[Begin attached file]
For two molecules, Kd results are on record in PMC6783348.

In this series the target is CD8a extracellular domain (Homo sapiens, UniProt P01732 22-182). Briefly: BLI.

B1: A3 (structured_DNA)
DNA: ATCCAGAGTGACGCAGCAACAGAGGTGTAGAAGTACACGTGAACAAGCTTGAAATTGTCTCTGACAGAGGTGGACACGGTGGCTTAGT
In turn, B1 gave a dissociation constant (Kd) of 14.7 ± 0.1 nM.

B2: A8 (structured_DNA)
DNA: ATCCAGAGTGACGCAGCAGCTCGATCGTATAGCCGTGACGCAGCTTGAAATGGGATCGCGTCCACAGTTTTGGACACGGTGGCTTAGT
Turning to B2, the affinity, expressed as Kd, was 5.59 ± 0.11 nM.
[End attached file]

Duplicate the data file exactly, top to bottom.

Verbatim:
For two molecules, Kd results are on record in PMC6783348.

In this series the target is CD8a extracellular domain (Homo sapiens, UniProt P01732 22-182). Briefly: BLI.

B1: A3 (structured_DNA)
DNA: ATCCAGAGTGACGCAGCAACAGAGGTGTAGAAGTACACGTGAACAAGCTTGAAATTGTCTCTGACAGAGGTGGACACGGTGGCTTAGT
In turn, B1 gave a dissociation constant (Kd) of 14.7 ± 0.1 nM.

B2: A8 (structured_DNA)
DNA: ATCCAGAGTGACGCAGCAGCTCGATCGTATAGCCGTGACGCAGCTTGAAATGGGATCGCGTCCACAGTTTTGGACACGGTGGCTTAGT
Turning to B2, the affinity, expressed as Kd, was 5.59 ± 0.11 nM.